GBP2.5 million 'insider' lottery fraud report labelled a cover up by deputy leader of the Labour Party
The UK Gambling Commission's heavily redacted report on a GBP2.5 million national lottery pay-out awarded to an allegedly fraudulent claimant with insider connections has attracted wide criticism that includes accusations of a cover up by Tom Watson, deputy leader of the opposition Labour Party.
In an interview with the Daily Mirror newspaper, Watson said:
'It seems the Great Lotto Robbery is in danger of turning into the Great Lotto Cover-up. Whilst the Gambling Commission have taken action against Camelot for its failure, the public will rightly want to see further action taken by authorities in order to recoup the money fraudulently taken.'
InfoPowa readers may recall that lottery claimant Edward Putman submitted an allegedly deliberately damaged lotto ticket to lottery operator Camelot, after receiving insider information regarding where and when an unclaimed lottery prize ticket was bought from Camelot fraud department employee Giles Knibbs.
Putman is alleged to have used this information to buy a ticket with the same winning numbers from the same shop, deliberately erasing parts of the barcode before submitting the damaged ticket and alleging it referred to the unclaimed prize.
Camelot paid Putman, who had allegedly agreed to share the spoils of the fraud with Knibbs.
However the two later fell out, a police investigation ensued and Knibbs took his own life. His family reported their suspicions of the fraud to the police, and although Putman was subsequently arrested he was released without charges due to a lack of evidence on the scam.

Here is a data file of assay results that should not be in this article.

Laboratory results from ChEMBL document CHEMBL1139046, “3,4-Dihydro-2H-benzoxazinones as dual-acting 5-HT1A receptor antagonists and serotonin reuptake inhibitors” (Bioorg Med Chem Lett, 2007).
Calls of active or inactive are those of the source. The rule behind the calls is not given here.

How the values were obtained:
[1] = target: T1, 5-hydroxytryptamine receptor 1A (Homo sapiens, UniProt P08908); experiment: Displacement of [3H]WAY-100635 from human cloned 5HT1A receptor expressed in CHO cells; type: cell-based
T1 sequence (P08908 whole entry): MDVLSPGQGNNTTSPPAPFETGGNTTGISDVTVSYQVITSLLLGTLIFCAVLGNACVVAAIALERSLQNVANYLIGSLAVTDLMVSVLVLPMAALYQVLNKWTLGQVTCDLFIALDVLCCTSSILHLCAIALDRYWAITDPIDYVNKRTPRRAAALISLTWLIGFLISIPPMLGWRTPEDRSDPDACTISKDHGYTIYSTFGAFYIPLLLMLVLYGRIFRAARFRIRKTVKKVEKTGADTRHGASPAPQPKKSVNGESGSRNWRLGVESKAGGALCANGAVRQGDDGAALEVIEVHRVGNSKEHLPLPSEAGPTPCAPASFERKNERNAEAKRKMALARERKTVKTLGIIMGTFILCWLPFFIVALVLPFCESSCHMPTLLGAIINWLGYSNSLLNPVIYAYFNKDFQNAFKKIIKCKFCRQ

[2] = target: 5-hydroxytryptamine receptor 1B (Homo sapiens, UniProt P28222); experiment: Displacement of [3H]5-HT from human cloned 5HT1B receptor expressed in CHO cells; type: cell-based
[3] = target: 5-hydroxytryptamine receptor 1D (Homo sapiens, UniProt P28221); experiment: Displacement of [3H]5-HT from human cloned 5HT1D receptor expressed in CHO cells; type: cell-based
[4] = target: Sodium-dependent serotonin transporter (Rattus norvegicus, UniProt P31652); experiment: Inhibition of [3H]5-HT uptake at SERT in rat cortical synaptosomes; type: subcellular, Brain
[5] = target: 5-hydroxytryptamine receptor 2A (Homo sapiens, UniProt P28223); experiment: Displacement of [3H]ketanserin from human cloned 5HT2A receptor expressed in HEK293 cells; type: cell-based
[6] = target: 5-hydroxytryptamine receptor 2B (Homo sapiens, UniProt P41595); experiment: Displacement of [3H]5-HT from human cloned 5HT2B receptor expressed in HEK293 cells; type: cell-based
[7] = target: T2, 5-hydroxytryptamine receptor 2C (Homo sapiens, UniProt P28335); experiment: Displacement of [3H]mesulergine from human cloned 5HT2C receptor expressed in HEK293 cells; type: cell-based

Reports circulated that part of the missing evidence was the fraudulent lotto ticket, which was apparently lost whilst in Camelot's care.
The Daily Mail, which has been closely following the story, reported Friday that 195 of the 270 pages of the Commission's report on the fraud have been redacted either in part or in full.
It did establish that Putman waited almost six months to claim his winnings and did so just ten days before the deadline, noting that this should have aroused suspicions.
'The circumstances of the claim made it an exceptional one… which should have caused concern,' the report observes, noting that Putnam's win was likely ill-gotten.
It does not appear that any specific reasons – other than the very general "public interest" catch-all – have been given for the extensive redactions in the report.
A rather nebulous media-speak quote from a Commission spokesman printed by the Mail claims:
'We believe the public interest does favour the disclosure of certain parts of the information. There is, however, still material which remains exempt… where the public interest balance favours maintaining the exemption and withholding information.'
Online Casino News Courtesy of Infopowa